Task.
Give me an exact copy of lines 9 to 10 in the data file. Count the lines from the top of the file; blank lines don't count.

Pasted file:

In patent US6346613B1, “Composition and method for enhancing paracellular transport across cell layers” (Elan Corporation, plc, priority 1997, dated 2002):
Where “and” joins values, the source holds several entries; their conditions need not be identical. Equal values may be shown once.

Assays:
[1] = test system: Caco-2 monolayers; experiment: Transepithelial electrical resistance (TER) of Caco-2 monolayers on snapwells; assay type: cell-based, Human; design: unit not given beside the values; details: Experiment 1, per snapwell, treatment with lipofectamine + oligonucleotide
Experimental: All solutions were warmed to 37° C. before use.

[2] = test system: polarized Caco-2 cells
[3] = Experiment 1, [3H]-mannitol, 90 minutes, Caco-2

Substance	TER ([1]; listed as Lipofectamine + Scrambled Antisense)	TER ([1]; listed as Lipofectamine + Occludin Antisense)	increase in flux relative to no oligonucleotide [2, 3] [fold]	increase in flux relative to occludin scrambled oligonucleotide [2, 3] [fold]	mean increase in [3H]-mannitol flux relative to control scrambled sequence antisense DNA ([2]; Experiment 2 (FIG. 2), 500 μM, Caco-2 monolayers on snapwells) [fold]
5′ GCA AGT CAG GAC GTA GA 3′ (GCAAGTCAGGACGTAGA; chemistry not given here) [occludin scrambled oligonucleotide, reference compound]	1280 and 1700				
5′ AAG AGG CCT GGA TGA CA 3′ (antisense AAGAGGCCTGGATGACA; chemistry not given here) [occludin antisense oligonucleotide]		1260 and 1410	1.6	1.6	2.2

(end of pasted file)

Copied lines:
5′ GCA AGT CAG GAC GTA GA 3′ (GCAAGTCAGGACGTAGA; chemistry not given here) [occludin scrambled oligonucleotide, reference compound]	1280 and 1700				
5′ AAG AGG CCT GGA TGA CA 3′ (antisense AAGAGGCCTGGATGACA; chemistry not given here) [occludin antisense oligonucleotide]		1260 and 1410	1.6	1.6	2.2